Residents of the small town of Pahoa on the Big Island of Hawaii face an advancing threat from the Kilauea volcano. Local residents are keeping a watchful eye on creeping lava. Mike O’Sullivan reports.
Video

Video Pro-Kremlin Youth Group Creatively Promotes 'Patriotic' Propaganda

As Russia's President Vladimir Putin faces international pressure over Ukraine and a failing economy, unofficial domestic groups are rallying to his support. One such youth organization, CET, or Network, uses creative multimedia to appeal to Russia's urban youth with patriotic propaganda. VOA's Daniel Schearf reports.
Video

Video Mobile Infrared Scanners May Help Homeowners Save Energy

Mobile photo scanners have been successfully employed for navigational purposes, such as Google Maps. Now, a group of scientists from the Massachusetts Institute of Technology says the same technology could help homeowners better insulate their houses and save some money. VOA’s George Putic has more.
Video

Video Filmmakers Produce Hand-Painted Documentary on Van Gogh

The troubled life of the famous 19th century Dutch painter Vincent van Gogh has been told through many books and films, but never in the way a group of filmmakers now intends to do. "Loving Vincent " will be the first ever feature-length film made of animated hand-painted images, done in the style of the late artist. VOA’s George Putic reports.
Video

Video Issues or Ethnicity? Question Divides Nigeria

As Nigeria goes to the polls next month, many expect the two top presidential contenders to gain much of their support from constituencies organized along ethnic or religious lines. But are faith and regional blocs really what political power in Nigeria is about? Chris Stein reports.
Video

Video Rock-Consuming Organisms Alter Views of Life Processes

Scientists thought they knew much about how life works, until a discovery more than two decades ago challenged conventional beliefs. Scientists found that there are organisms that breathe rocks. And it is only recently that the scientific community is accepting that there are organisms that could get energy out of rocks. Correspondent Elizabeth Lee reports.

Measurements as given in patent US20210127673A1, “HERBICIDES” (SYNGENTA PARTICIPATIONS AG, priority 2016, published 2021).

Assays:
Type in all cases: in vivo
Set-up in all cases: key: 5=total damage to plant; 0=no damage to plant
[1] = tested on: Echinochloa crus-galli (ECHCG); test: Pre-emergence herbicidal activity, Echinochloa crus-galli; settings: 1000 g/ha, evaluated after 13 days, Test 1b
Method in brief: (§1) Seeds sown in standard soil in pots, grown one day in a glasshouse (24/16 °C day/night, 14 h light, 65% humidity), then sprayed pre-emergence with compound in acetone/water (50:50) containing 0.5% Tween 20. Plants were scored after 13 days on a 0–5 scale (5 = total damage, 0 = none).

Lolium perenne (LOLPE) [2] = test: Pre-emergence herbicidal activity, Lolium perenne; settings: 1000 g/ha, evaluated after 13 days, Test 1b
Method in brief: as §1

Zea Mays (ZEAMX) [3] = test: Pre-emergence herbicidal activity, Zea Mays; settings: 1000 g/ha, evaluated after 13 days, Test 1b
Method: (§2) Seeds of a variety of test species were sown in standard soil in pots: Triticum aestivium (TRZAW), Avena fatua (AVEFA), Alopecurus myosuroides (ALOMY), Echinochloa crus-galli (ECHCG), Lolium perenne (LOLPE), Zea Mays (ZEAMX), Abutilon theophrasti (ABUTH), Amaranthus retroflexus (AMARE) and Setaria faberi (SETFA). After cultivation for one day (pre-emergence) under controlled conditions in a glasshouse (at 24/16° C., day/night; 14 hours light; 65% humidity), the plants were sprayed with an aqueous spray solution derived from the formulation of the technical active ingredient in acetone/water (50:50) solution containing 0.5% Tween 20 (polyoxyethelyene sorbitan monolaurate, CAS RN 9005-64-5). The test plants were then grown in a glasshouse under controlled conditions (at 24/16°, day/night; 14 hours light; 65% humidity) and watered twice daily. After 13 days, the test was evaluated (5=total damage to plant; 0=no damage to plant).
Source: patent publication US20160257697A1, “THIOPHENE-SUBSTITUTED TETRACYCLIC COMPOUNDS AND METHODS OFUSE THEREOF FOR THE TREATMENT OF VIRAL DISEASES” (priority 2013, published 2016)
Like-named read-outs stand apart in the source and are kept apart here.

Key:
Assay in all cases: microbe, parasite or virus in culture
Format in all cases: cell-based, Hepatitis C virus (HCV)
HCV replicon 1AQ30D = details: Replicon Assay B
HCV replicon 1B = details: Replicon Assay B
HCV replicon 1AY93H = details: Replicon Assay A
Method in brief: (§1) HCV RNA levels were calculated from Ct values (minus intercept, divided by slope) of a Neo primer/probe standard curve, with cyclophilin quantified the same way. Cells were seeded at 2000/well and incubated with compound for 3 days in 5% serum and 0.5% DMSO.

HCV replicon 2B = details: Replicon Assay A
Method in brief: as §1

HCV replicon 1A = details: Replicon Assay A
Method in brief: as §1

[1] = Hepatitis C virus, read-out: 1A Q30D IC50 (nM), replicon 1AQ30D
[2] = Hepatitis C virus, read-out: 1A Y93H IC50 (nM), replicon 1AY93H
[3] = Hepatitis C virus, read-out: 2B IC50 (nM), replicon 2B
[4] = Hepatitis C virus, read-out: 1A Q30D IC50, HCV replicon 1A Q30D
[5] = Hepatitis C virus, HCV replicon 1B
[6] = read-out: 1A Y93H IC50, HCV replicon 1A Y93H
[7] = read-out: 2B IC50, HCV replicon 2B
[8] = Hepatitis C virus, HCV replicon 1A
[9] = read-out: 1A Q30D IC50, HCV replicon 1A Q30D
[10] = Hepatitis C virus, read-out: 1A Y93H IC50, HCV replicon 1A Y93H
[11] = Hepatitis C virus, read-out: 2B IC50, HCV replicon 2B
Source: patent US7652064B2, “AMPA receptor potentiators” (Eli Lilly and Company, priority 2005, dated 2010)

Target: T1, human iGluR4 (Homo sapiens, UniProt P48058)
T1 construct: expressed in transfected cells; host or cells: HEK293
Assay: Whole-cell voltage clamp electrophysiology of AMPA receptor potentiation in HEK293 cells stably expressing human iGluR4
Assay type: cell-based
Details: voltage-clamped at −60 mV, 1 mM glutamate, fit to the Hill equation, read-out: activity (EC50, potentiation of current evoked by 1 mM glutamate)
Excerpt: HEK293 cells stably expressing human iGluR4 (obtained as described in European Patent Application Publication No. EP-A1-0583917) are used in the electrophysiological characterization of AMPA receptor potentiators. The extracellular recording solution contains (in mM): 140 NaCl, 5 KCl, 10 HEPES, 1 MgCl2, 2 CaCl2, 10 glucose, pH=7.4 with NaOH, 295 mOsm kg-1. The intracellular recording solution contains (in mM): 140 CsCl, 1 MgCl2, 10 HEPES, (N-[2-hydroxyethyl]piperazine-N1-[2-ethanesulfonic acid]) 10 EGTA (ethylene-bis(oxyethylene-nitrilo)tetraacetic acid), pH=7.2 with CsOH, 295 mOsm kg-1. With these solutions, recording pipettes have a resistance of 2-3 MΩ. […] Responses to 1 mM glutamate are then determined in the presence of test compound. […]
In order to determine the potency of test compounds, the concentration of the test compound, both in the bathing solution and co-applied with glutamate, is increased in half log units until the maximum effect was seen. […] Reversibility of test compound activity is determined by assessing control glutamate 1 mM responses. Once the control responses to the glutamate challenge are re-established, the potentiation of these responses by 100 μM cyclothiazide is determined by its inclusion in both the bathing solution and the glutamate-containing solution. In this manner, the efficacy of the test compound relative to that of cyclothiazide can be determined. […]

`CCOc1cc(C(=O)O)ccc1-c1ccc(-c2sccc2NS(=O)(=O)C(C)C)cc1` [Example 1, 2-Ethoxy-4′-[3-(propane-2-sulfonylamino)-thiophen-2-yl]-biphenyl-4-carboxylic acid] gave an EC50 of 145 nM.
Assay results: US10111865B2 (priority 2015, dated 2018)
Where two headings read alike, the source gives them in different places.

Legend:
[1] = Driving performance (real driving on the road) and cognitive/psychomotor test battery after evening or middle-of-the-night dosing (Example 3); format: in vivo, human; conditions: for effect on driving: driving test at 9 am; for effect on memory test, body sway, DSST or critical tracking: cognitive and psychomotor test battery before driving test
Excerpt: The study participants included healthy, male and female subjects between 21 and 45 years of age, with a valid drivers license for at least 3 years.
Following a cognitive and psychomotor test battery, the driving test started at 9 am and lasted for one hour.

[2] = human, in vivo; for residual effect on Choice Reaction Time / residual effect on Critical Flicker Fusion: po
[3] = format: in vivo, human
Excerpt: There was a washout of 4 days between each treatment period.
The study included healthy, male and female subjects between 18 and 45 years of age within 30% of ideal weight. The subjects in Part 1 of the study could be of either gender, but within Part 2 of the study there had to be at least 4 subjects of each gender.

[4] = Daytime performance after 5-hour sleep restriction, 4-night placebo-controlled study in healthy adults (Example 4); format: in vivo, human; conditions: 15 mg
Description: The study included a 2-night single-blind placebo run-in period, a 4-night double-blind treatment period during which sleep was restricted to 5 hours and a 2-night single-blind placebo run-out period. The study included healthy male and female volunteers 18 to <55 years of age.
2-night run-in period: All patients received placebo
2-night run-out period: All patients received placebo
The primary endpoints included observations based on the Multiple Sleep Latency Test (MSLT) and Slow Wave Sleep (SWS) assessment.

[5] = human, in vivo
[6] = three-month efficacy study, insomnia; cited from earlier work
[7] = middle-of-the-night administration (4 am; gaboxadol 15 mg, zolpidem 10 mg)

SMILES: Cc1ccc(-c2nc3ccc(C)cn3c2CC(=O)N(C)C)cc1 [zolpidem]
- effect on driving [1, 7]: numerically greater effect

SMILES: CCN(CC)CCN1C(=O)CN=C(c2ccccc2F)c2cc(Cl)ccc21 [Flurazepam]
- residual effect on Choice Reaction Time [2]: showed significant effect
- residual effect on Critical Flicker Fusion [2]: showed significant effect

Video

Video Paris Attacks Highlight Global Weapons Black Market

As law enforcement officials piece together how the Paris and Belgian terror cells carried out their recent attacks, questions are being asked about how they obtained military grade assault weapons - which are illegal in the European Union. As VOA's Jeff Swicord reports, experts say there is a very active worldwide black market for these weapons, and criminals and terrorists are buying.
Video

Video Activists Accuse China of Targeting Religious Freedom

The U.S.-based Chinese religious rights group ChinaAid says 2014 was the worst year for religious freedom in China since the end of the Cultural Revolution. As Ye Fan reports, activists say Beijing has been tightening religious controls ever since Chinese leader Xi Jinping came to office. Hu Wei narrates.
Video

Video Theologians Cast Doubt on Morality of Drone Strikes

In 2006, stirred by photos of U.S. soldiers mistreating Iraqi prisoners, a group of American faith leaders and academics launched the National Religious Campaign Against Torture. It played an important role in getting Congress to investigate, and the president to ban, torture. VOA's Jerome Socolovsky reports.
Video

Video Former Sudan 'Lost Boy' Becomes Chess Master in NYC

In the mid-1980’s, thousands of Sudanese boys escaped the country's civil war by walking for weeks, then months and finally for more than a year, up to 1,500 kilometers across three countries. The so-called Lost Boys of the Sudan had little time for games. But one of them later mastered the game of chess, and now teaches it to children in the New York area. VOA’s Bernard Shusman in New York has his story.
Video

Video NASA Monitors Earth’s Vital Signs From Space

The U.S. space agency, NASA, is wrapping up its busiest 12-month period in more than a decade, with three missions launched in 2014 and two this month, one in early January and the fifth scheduled for January 29. As VOA’s Rosanne Skirble reports, the instruments being lifted into orbit are focused on Earth’s vital life support systems and how they are responding to a warmer planet.

Circumventing Censorship

An Internet Primer for Healthy Web Habits

As surveillance and censoring technologies advance, so, too, do new tools for your computer or mobile device that help protect your privacy and break through Internet censorship.
More

All About America

AppleAndroid